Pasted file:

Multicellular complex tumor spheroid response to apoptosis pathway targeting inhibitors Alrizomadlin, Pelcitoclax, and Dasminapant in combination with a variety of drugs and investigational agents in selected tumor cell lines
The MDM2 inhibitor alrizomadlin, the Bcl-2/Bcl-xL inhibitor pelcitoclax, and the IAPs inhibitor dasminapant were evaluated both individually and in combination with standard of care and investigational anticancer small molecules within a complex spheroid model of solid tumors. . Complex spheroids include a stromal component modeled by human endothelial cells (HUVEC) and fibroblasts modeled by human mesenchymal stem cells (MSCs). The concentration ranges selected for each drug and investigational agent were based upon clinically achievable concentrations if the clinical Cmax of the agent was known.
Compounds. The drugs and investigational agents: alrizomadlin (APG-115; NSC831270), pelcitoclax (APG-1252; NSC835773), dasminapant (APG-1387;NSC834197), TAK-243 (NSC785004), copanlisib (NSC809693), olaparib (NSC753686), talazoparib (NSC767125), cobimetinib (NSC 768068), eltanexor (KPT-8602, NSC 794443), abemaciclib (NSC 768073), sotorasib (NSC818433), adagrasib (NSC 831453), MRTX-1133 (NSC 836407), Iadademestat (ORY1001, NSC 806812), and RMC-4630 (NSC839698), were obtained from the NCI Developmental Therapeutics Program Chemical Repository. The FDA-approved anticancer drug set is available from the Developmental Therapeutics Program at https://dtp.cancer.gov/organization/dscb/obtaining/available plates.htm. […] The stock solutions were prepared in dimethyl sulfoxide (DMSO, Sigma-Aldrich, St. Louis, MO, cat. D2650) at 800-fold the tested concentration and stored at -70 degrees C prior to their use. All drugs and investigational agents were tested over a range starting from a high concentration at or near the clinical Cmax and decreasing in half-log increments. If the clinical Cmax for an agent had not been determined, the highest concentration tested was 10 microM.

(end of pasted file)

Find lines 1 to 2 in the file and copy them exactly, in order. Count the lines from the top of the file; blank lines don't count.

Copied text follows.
Multicellular complex tumor spheroid response to apoptosis pathway targeting inhibitors Alrizomadlin, Pelcitoclax, and Dasminapant in combination with a variety of drugs and investigational agents in selected tumor cell lines
The MDM2 inhibitor alrizomadlin, the Bcl-2/Bcl-xL inhibitor pelcitoclax, and the IAPs inhibitor dasminapant were evaluated both individually and in combination with standard of care and investigational anticancer small molecules within a complex spheroid model of solid tumors. . Complex spheroids include a stromal component modeled by human endothelial cells (HUVEC) and fibroblasts modeled by human mesenchymal stem cells (MSCs). The concentration ranges selected for each drug and investigational agent were based upon clinically achievable concentrations if the clinical Cmax of the agent was known.